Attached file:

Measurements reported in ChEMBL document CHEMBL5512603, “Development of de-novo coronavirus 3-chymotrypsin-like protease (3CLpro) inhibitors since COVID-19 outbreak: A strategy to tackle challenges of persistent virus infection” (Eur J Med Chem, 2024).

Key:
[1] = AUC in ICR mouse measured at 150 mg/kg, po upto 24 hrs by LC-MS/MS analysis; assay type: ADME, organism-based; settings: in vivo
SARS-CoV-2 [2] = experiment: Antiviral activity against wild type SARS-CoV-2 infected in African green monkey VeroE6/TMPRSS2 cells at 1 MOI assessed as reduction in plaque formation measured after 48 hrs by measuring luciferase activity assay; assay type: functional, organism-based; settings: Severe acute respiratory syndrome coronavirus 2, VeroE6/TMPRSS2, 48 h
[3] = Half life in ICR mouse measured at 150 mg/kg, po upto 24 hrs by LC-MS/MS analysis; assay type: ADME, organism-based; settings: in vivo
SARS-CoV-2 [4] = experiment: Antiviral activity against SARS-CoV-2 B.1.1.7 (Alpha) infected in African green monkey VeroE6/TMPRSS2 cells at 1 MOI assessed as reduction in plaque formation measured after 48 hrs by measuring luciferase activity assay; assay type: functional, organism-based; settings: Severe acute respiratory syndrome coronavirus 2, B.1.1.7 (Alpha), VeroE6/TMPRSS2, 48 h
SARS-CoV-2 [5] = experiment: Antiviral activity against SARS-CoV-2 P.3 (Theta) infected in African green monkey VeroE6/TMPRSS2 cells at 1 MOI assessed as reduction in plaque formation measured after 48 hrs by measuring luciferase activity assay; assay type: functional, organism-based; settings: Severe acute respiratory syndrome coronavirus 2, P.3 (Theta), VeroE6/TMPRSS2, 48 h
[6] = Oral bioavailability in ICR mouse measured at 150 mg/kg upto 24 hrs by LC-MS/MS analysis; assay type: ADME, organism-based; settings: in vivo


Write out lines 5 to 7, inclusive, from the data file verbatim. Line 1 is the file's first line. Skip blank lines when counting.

[3] = Half life in ICR mouse measured at 150 mg/kg, po upto 24 hrs by LC-MS/MS analysis; assay type: ADME, organism-based; settings: in vivo
SARS-CoV-2 [4] = experiment: Antiviral activity against SARS-CoV-2 B.1.1.7 (Alpha) infected in African green monkey VeroE6/TMPRSS2 cells at 1 MOI assessed as reduction in plaque formation measured after 48 hrs by measuring luciferase activity assay; assay type: functional, organism-based; settings: Severe acute respiratory syndrome coronavirus 2, B.1.1.7 (Alpha), VeroE6/TMPRSS2, 48 h
SARS-CoV-2 [5] = experiment: Antiviral activity against SARS-CoV-2 P.3 (Theta) infected in African green monkey VeroE6/TMPRSS2 cells at 1 MOI assessed as reduction in plaque formation measured after 48 hrs by measuring luciferase activity assay; assay type: functional, organism-based; settings: Severe acute respiratory syndrome coronavirus 2, P.3 (Theta), VeroE6/TMPRSS2, 48 h